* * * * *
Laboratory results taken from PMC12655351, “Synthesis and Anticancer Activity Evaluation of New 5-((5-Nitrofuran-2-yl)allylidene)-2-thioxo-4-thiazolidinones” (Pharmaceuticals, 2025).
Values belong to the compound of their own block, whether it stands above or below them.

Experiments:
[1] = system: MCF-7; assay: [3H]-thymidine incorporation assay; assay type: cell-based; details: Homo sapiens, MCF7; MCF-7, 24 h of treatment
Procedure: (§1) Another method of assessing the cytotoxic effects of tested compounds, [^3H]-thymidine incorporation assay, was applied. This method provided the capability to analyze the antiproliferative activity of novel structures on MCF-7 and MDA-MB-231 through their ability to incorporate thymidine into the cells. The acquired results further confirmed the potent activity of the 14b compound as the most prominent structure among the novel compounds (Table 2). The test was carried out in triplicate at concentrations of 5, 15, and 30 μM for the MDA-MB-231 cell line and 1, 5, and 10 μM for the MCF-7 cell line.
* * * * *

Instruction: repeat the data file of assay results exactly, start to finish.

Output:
Laboratory results taken from PMC12655351, “Synthesis and Anticancer Activity Evaluation of New 5-((5-Nitrofuran-2-yl)allylidene)-2-thioxo-4-thiazolidinones” (Pharmaceuticals, 2025).
Values belong to the compound of their own block, whether it stands above or below them.

Experiments:
[1] = system: MCF-7; assay: [3H]-thymidine incorporation assay; assay type: cell-based; details: Homo sapiens, MCF7; MCF-7, 24 h of treatment
Procedure: (§1) Another method of assessing the cytotoxic effects of tested compounds, [^3H]-thymidine incorporation assay, was applied. This method provided the capability to analyze the antiproliferative activity of novel structures on MCF-7 and MDA-MB-231 through their ability to incorporate thymidine into the cells. The acquired results further confirmed the potent activity of the 14b compound as the most prominent structure among the novel compounds (Table 2). The test was carried out in triplicate at concentrations of 5, 15, and 30 μM for the MDA-MB-231 cell line and 1, 5, and 10 μM for the MCF-7 cell line.